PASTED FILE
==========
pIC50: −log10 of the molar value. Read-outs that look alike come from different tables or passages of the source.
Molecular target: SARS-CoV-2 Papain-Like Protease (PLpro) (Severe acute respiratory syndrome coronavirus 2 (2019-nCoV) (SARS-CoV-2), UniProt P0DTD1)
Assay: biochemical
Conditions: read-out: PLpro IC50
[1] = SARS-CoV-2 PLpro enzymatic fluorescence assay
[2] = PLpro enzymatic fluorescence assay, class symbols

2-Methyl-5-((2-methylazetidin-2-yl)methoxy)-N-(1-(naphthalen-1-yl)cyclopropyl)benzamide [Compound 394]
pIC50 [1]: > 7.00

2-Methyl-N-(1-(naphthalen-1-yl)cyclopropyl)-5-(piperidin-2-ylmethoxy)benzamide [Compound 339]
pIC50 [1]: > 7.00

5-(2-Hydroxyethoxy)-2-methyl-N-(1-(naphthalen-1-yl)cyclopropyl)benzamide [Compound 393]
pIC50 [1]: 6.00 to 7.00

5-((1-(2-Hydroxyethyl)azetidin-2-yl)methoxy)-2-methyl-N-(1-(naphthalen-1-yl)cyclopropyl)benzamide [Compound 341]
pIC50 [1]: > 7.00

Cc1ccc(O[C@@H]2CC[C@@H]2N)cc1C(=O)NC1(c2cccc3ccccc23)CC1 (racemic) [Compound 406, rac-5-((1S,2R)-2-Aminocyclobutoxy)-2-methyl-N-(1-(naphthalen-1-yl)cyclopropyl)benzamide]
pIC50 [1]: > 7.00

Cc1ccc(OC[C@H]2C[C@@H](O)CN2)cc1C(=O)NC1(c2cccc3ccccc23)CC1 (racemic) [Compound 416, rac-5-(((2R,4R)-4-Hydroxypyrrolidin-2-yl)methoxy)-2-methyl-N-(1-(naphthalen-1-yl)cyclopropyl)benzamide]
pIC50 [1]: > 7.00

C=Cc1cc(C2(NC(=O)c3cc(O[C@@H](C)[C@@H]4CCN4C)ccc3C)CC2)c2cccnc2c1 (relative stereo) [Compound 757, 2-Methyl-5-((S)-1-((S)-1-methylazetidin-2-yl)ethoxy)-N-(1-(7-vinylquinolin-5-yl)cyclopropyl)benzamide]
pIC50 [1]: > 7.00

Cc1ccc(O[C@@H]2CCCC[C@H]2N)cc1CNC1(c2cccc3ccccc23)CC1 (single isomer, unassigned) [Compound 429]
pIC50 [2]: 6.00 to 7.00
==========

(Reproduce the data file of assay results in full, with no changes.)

pIC50: −log10 of the molar value. Read-outs that look alike come from different tables or passages of the source.
Molecular target: SARS-CoV-2 Papain-Like Protease (PLpro) (Severe acute respiratory syndrome coronavirus 2 (2019-nCoV) (SARS-CoV-2), UniProt P0DTD1)
Assay: biochemical
Conditions: read-out: PLpro IC50
[1] = SARS-CoV-2 PLpro enzymatic fluorescence assay
[2] = PLpro enzymatic fluorescence assay, class symbols

2-Methyl-5-((2-methylazetidin-2-yl)methoxy)-N-(1-(naphthalen-1-yl)cyclopropyl)benzamide [Compound 394]
pIC50 [1]: > 7.00

2-Methyl-N-(1-(naphthalen-1-yl)cyclopropyl)-5-(piperidin-2-ylmethoxy)benzamide [Compound 339]
pIC50 [1]: > 7.00

5-(2-Hydroxyethoxy)-2-methyl-N-(1-(naphthalen-1-yl)cyclopropyl)benzamide [Compound 393]
pIC50 [1]: 6.00 to 7.00

5-((1-(2-Hydroxyethyl)azetidin-2-yl)methoxy)-2-methyl-N-(1-(naphthalen-1-yl)cyclopropyl)benzamide [Compound 341]
pIC50 [1]: > 7.00

Cc1ccc(O[C@@H]2CC[C@@H]2N)cc1C(=O)NC1(c2cccc3ccccc23)CC1 (racemic) [Compound 406, rac-5-((1S,2R)-2-Aminocyclobutoxy)-2-methyl-N-(1-(naphthalen-1-yl)cyclopropyl)benzamide]
pIC50 [1]: > 7.00

Cc1ccc(OC[C@H]2C[C@@H](O)CN2)cc1C(=O)NC1(c2cccc3ccccc23)CC1 (racemic) [Compound 416, rac-5-(((2R,4R)-4-Hydroxypyrrolidin-2-yl)methoxy)-2-methyl-N-(1-(naphthalen-1-yl)cyclopropyl)benzamide]
pIC50 [1]: > 7.00

C=Cc1cc(C2(NC(=O)c3cc(O[C@@H](C)[C@@H]4CCN4C)ccc3C)CC2)c2cccnc2c1 (relative stereo) [Compound 757, 2-Methyl-5-((S)-1-((S)-1-methylazetidin-2-yl)ethoxy)-N-(1-(7-vinylquinolin-5-yl)cyclopropyl)benzamide]
pIC50 [1]: > 7.00

Cc1ccc(O[C@@H]2CCCC[C@H]2N)cc1CNC1(c2cccc3ccccc23)CC1 (single isomer, unassigned) [Compound 429]
pIC50 [2]: 6.00 to 7.00